Monday, 28 November 2011

R.I.Pern, Anne McCaffrey

The Dragondriders of PERN is probably the first series I read after Harry Potter and The Lord of the rings.
I fell in love with that world, its characters, the dragons... and the talent of Anne McCaffrey.

So when I read the news of her death, I felt like I didn't want to talk for a while. Just to honore the woman and her masterpiece. I know she hasn't written only The Dragonriders of PERN but that's her only series I've read.

In France/French, it's pretty hard to find every book of PERN, and it took me almost 5 years to acquire every one of them. It's funny how I always left one book of PERN unread. I couldn't find it anywhere in French (I was 15yo at that time and wasn't able to read as well in English as now) so I bought the book in English. But the level was a bit high for me and I let the book in my TBR Pile, waiting for me to be ready for it. I feel like I should read it, now.

PERN isn't well known in France. I mean, I don't know a lot of readers, including my big readers friends, that have read a book from Anne McCaffrey, PERN or other series. If at first I was a bit sad of that, I realised later that I was glad, because it was as if PERN was a little secret between the author and me.
I've enjoy every single book of this series, no matter who were the main characters or when it was in the History of the planet. She always knew how to make me fall for at least one character, dragging me inside the life of this society.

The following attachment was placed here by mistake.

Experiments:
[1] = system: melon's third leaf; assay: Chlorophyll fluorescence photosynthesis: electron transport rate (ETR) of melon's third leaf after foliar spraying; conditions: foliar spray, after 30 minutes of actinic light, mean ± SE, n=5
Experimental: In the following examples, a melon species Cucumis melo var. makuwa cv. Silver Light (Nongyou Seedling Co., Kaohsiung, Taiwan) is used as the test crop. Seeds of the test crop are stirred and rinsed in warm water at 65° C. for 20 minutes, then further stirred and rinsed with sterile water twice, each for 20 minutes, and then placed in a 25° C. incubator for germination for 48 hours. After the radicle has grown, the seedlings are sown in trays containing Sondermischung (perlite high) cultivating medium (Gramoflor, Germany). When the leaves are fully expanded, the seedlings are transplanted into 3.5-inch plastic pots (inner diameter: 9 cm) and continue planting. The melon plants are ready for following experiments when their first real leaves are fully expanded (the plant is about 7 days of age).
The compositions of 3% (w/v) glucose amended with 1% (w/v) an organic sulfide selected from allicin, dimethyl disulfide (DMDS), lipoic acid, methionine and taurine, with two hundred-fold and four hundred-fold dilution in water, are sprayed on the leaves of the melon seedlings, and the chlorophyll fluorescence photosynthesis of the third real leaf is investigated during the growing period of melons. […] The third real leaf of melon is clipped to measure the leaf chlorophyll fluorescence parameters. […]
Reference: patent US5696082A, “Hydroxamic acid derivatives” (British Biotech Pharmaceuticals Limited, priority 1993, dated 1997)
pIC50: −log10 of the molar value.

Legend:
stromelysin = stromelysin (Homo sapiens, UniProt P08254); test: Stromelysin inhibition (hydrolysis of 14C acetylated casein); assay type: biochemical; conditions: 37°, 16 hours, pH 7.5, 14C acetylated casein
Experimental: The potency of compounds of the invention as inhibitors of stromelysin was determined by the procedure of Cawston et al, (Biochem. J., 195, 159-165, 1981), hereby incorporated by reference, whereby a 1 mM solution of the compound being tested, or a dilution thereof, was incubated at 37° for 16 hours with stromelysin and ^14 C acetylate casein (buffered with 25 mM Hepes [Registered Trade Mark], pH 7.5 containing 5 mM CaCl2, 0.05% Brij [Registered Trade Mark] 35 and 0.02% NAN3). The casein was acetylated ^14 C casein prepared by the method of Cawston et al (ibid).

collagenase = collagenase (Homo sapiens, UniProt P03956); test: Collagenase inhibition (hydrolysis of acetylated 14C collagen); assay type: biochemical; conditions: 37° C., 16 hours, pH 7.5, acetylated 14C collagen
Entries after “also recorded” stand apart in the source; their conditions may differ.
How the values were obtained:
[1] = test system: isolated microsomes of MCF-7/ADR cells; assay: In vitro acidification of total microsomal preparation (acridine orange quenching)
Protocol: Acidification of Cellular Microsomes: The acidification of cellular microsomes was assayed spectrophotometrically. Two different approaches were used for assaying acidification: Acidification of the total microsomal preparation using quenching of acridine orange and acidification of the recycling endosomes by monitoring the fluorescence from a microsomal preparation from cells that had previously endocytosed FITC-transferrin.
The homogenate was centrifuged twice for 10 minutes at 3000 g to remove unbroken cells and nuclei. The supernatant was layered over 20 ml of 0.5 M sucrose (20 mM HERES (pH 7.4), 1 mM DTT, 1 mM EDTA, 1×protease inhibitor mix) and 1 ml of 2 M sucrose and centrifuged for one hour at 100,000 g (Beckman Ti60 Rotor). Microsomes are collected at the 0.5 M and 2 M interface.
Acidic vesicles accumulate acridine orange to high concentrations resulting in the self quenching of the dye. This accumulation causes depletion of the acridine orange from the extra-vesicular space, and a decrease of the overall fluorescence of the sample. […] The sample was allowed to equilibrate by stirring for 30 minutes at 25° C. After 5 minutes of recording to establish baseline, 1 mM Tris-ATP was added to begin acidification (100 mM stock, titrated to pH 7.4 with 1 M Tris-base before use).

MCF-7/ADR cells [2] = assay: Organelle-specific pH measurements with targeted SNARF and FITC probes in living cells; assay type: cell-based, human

She's probably the reason why I'm enjoying stories about dragons now and why I love fantasy so much (even if PERN is more of a Sci-Fi saga). I will definitely start to read her other stories too, to seek again her writing. It's a shame I needed that kind of news to do that... but well... better now than never.

I don't really believe in an afterlife, but if there is one, may she rest there with dragons and people she loved.

Monday, 21 November 2011

Karen Miller - The Innocent Mage

Title: The Innocent Mage (Kingmaker, Kingbreaker, book 1)
Author: Karen Miller
Pub. year: 2005
Pages: 613
Editor: Orbit

Summary: "The Innocent Mage is come, and we stand at the beginning of the end of everything."
Being a fisherman like his father isn't a bad life, but it's not the one that Asher wants. Despite his humble roots, Asher has grand dreams. And they call him to Dorana, home of princes, beggars and the warrior mages who have protected the kingdom for generations.
Little does Asher know, however, that his arrival in the city is being closely watched by members of the Circle, people dedicated to preserving an ancient magic.
Asher might have come to the city to make his fortune, but he will find his destiny.

After our first CR together, and because I bought Lily a book I had in my TBR pile that I wanted to read with her, here we come again for a four-hands review on a very surprising Fantasy story!

Was the story good?

Lyra: Actually, I liked it, even if it's not really consistent. I mean, clearly, it's not what makes the quality of this book. There isn't a lot of things happening it the first book of this series, though I found it enjoyable. But yeah, you can easily predict of lot of the story.

Lily: Definitely, the scenario isn't the strong point of this one. The first pages I read gave me this deja vu impression, a mix of very classic Fantasy (a quest, a fabulous destiny, an evil magician, blabla) and very predictable action, which kind of spoils the fun of reading from time to time. The thing is, the book has many good points, don't get me wrong, but there are no surprises to expect, no heavy suspense, and mostly you just continue reading knowing where it's going. Luckily, you easily forget about this flaw, thanks to...

Were the characters moving?